of Queen Mary, condemned to the flames. The morning of execution arrived. The intended martyr walked to Smithfield, and was bound to the stake. The faggots were piled round him, and the executioner only waited for the word of command to apply the torch. Just at this crisis, tidings came of the queen's death; which obliged the officers to stop their proceedings, until the pleasure of the new queen (Elizabeth) should be known. In memory of so providential a deliverance, by which the good man was as a brand plucked out of the fire, he was no sooner released from bis imprisonment and troubles, than be got a picture of Queen Elizabeth made, decorated round with significant ornaments, and ordered in his will that the picture should be transmitted as a memorial to future times, in the eldest branch of his family.
Chap. xiii, ver. 9, 10.–Then Paul said, Oh full of all subtilty and all mischief, thou child of the devil, thou enemy of all righteousness, wilt thou not cease to pervert the right ways of the Lord ?
While Polycarp was at Rome, he employed his time in confirming the faithful and convincing gainsayers, wbereby he reclaimed many who had been infected with the pernicious heresies of Marcian and Valentious; and so very fervent was his affection for the truth, that whenever be heard of any of the mischievous opinions of bis times mentioned, he used to stop bis ears, and cry out,“ Good God! to what times hast thou reserved me, that I should hear such things!” And one day meeting Marcian, who called to him, saying, “Polycarp, own us,” he replied, “ I own thee to be the first-born of Satan.”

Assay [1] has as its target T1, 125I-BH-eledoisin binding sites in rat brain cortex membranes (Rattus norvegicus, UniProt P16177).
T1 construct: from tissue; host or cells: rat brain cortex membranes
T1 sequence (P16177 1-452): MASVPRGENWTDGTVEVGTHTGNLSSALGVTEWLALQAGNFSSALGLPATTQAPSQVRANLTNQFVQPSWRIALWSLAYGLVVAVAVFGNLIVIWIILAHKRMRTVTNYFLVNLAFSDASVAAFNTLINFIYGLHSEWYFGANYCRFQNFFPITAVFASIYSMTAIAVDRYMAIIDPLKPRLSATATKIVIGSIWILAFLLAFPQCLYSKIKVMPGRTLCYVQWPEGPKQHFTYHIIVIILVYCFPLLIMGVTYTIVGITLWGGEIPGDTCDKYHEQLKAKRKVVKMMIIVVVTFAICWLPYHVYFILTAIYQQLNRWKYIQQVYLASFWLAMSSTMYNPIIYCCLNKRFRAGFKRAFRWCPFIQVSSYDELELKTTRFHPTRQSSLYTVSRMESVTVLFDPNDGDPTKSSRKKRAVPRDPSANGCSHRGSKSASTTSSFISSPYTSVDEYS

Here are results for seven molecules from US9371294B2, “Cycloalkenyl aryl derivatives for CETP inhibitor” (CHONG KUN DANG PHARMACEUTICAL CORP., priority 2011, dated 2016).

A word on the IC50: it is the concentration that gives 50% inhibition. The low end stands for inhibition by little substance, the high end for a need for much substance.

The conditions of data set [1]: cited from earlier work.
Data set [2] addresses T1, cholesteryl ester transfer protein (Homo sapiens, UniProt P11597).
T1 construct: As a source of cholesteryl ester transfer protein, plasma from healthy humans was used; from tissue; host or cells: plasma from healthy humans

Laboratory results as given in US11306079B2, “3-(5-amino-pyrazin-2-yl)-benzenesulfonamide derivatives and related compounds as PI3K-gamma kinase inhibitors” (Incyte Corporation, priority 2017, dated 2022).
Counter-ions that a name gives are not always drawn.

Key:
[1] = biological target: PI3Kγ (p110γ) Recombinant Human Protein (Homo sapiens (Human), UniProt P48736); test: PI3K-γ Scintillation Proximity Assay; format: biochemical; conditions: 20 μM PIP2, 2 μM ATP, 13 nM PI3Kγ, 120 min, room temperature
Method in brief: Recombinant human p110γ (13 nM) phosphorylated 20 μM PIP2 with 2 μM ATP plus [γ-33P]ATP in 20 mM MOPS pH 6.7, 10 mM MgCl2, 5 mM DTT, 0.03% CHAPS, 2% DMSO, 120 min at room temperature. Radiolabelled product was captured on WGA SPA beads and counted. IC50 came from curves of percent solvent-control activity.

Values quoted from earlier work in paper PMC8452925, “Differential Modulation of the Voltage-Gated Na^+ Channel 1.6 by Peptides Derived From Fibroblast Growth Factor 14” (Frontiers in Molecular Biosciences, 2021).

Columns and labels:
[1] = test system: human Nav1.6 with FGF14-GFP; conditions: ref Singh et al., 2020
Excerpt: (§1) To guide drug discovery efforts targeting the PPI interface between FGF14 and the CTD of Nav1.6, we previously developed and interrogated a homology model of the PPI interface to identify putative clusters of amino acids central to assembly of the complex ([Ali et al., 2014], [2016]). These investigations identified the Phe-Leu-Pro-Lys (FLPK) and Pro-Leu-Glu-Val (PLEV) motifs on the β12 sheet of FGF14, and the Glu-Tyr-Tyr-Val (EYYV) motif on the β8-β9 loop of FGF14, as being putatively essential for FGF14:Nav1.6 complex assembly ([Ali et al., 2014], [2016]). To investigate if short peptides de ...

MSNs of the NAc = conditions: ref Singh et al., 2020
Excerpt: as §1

Chap. xiii, ver. 38–41.--Be it known unto you therefore, men and brethren, that through this man is preached unto you the forgiveness of sine: And by him all that be
lieve are justified from all things, from which ye could not be justified by the law of Moses. Beware, therefore, lest that come upon you which is spoken of in the prophets; Behold, ye despisers, and wonder, and perish ; for I work a work in your days, a work which ye shall in no wise believe, though a man ideclare it unto you.
A candidate for the Gospel ministry was lately invited to settle over a congregational society in NewEngland. In giving the invitation there was a general union in the church and society. A few, however, on the ground of religious sentiments, were opposed to the settlement. Among the opposers, one man was exceedingly bitter. This person was open and explicit in expressing the hatred of his heart toward those doctrines, commonly called the doctrines of grace, that were preached by the candidate. The invitation was accepted, and the day appointed for the ordination. A few weeks previous to the day, in conversation with some neighbors on the subject of the candidate's settlement among them, the man expressed himself in the following manner :-“I wish I may
die before he is settled here.” The appointed day approached, and the map remained unrelenting in his opposition. On the morning of the Sabbath preceding the day of ordination, being in usual health, and busied in some domestic concern, he was seized in a very surprising manner. In an unexpected moment, he was struck into a state of insensibility, speecbless, and hopeless. In this melancholy state he continued till Wednesday morning, the day of ordination, when, about two hours before the commencement of the public solemnities, according to his own desire, he expired! His case was so extraordinary as to baffle the attempts of skilful physicians, either to restore him, or to satisfy themselves as to the natural cause of his situation. To all who witnessed the olemn scene, it evidently appeared that, like Uzzah,